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Three NWT-based projects get new food security research grants

A sign welcomes travellers to Whatì
A sign welcomes travellers to Whatì. Emily Blake/Cabin Radio

Projects in the Inuvialuit Settlement Region, Sambaa K’e and Whatì are among the first to receive funding from a new federal food security research grant.

The three are among five Indigenous-led research projects that will share up to $1.25 million in funding announced by Nutrition North Canada on Tuesday.

The projects include Food for Everyone, run by the Sambaa K’e First Nation, and an assessment of food affordability and security in the Inuvialuit Settlement Region, carried out by Laval University in collaboration with the Inuvialuit Regional Corporation.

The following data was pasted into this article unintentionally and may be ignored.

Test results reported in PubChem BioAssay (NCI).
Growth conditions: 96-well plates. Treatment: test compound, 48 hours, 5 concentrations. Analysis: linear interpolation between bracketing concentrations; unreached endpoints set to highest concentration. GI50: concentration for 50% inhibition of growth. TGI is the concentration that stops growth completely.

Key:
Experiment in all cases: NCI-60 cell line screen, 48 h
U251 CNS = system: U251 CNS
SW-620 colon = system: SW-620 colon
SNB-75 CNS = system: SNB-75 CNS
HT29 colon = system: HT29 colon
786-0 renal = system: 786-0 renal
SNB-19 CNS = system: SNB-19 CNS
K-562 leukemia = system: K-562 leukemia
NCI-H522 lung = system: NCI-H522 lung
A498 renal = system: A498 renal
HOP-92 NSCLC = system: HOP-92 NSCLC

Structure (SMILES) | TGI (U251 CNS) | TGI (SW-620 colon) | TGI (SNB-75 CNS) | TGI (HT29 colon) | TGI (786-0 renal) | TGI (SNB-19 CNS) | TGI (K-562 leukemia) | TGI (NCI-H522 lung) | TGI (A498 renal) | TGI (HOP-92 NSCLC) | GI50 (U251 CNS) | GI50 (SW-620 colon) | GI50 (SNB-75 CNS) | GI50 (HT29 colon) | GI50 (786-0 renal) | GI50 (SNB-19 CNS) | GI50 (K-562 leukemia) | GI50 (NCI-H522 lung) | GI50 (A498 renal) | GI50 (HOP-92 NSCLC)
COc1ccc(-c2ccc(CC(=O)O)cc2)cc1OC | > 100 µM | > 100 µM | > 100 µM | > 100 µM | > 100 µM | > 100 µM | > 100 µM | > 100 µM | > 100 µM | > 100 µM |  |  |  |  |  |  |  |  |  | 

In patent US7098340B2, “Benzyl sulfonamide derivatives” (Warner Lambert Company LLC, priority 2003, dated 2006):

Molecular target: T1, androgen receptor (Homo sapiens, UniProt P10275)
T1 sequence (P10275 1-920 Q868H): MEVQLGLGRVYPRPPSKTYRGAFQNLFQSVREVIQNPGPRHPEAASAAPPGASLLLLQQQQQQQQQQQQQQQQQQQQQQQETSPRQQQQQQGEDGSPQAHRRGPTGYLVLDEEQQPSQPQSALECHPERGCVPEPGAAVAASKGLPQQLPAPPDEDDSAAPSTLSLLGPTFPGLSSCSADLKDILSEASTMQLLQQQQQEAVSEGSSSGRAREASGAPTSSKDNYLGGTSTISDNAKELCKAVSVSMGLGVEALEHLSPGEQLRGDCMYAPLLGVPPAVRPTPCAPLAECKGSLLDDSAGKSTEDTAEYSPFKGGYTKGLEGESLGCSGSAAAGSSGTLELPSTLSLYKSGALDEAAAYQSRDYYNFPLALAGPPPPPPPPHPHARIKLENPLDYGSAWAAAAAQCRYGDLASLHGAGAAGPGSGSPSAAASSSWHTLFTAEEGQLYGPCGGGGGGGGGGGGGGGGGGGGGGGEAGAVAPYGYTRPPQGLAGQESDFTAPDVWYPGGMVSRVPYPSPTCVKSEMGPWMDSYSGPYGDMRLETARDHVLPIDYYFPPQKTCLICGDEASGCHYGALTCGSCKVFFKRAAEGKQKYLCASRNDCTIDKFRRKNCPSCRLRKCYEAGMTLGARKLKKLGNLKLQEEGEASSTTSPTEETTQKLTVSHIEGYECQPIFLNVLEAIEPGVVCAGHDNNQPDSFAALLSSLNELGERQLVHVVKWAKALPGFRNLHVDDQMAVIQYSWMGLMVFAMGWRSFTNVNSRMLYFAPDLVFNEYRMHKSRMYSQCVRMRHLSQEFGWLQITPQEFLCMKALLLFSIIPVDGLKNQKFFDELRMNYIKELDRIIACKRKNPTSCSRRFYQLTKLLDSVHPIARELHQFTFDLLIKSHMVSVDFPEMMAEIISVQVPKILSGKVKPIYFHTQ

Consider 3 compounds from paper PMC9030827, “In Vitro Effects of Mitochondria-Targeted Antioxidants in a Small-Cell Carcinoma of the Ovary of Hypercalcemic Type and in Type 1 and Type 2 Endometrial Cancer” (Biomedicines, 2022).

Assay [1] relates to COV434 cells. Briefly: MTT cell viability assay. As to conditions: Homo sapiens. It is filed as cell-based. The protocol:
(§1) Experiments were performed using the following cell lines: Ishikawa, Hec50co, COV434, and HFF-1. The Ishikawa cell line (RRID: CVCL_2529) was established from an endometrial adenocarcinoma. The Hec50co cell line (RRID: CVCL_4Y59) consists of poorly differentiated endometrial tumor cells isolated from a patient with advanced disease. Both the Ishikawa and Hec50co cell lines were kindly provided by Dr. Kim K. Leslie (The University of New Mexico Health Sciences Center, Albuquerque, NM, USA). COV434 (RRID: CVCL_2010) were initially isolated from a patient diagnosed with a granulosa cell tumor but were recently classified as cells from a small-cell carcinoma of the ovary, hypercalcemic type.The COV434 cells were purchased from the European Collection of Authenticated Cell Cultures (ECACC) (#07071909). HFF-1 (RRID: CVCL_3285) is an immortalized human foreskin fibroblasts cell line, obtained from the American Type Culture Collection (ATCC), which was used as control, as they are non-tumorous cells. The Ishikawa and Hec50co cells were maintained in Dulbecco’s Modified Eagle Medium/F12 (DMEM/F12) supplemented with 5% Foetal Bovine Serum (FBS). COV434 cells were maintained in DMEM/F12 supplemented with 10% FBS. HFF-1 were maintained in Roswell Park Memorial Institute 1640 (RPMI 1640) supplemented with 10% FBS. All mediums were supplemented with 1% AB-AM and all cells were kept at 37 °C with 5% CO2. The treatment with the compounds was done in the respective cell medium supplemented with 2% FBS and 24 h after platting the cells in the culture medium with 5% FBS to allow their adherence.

Research titled “Learning about Indigenous concepts relevant to food security intervention in northern communities” will be carried out by the University of Toronto in
collaboration with Whatì and Taloyoak, Nunavut.

The other projects are a study of the Nutrition North subsidy’s impact by a Thunder Bay-based institution and a study by northern Ontario’s Nishnawbe Aski Nation.



The federal government said community-level research would help Canadians to “better understand food security in the North and Arctic and how the Government of Canada can further support northern Indigenous communities’ food security priorities.”

An expansion of Nutrition North announced last year resulted in the creation of the new grants.

The federal government says it will provide up to $250,000 per project, up to 100 percent of project costs. A further $250,000 is available as a fall-back fund if any projects have additional needs.

The successful projects are funded until March 2024.